This is where the landmark ability to select any level in any order comes in. Mega Man is not a linear quest, and the weapons you gain from bosses in one level can help you in areas of another. There’s the obvious benefit of being able to use Iceman’s weapon to easily defeat Fireman, but you also can use Elecman’s multi-directional shock to defend yourself against hard-to-hit enemies, or use Gutsman’s strength to open up easier paths in levels. There are a lot of these crossing opportunities, making it impossible to take advantage of them all in one game.
While I’m sure FAQ authors or true fans could argue this point, there doesn’t appear to be a single “best” order to tackle the levels. Different playthroughs will show you different opportunities and give you the ability to figure out a path that works best for you – which is actually masterful because it eases all the replays you’ll have to do anyway due to the lack of passwords. If you learn something from your last play that you can apply or try differently in the next, you’re not simply having to play through the same levels again to get to the point where you last died.
I can offer no complaints about the graphics. They’re bright, sharp, and inviting. Each area has an easily recognizable theme, from the rocks of Gutsman’s level to the orb towers in Bombman’s (Cutman’s stage is a little weak, but ehh…) Mega Man looks the part of a plucky little robot hero, and special attention has been given to his face and expressions. First, his face is actually large enough to register distinct eyes and a mouth. Second, he blinks, looks determined when he runs, and grimaces when he gets hit (complete with little cartoon pain clouds). In many ways, he becomes a real character instead of a loose collection of pixels, and since you’ll be looking at him throughout the entire game, it helps that he’s fun to watch. Enemies never blend in with the backgrounds, and each one is instantly discernible from any other, making their patterns easy to prepare for.
Mega’s easy to control too. He jumps accurately, and higher depending on if you hold the button or tap it. Aside from being unable to shoot at angles, you won’t have any control limitations preventing you from laying down a stream of energy balls or hitting the different timing challenges each enemy presents you with. Really the only trouble you’ll have are with particularly quick jumps, like the ones required to dodge the sliding floor traps. There’s a brief delay between touchdown and your next hop, as well as the ease of hitting your head on the ledge above in many levels. This can force you to play certain screens over and over again to get the timing right, but this is rarely penalized. Long drops that take you to four or five screens ago, or spike pits, are the annoying exceptions. Enemies also reappear if you move or get knocked away from their start point, which can also draw out the game and frustrate the player.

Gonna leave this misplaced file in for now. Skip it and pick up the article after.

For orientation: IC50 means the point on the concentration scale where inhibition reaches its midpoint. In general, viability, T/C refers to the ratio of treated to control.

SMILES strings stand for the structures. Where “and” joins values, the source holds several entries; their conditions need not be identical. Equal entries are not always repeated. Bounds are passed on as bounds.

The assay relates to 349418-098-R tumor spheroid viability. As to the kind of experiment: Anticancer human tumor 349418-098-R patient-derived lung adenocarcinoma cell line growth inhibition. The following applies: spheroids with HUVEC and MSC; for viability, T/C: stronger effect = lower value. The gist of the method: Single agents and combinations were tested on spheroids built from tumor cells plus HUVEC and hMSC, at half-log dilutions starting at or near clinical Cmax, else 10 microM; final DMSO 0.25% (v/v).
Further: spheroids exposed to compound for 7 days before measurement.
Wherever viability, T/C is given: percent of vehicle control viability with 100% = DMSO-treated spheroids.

Great sound effects await you, with personal highlights being the squeak of Mega Man’s shoes, and the sound of him teleporting into the level. I even like that it sounds like a collapsing pile of bricks when he gets hit, even though it makes little sense. The music is legendary, fitting the futuristic theme and the “fun” feel of the game perfectly.
Here of course, is the rub. Mega Man’s a fine game, but Mega Man 2 is so perfected as to make this one almost not even worth playing. MM1 still shows the rough edges of a fledgling idea, like the reuse of rather standard enemies across all levels, and the painful lack of a password system. You probably won’t beat it, and if trying to turns you off to the entire series, it isn’t worth playing. It’s a fun challenge for fans, but I recommend you come back to this game if you love Mega Man 2. No, really. It will still be here when you return, and you’ll probably have a better appreciation for it after having a blast with the sequel.
Start of a great series. Great visuals, great gameplay, great production values all around.
Tough jumps and timing challenges, a pretty unforgiving boss gauntlet, no passwords.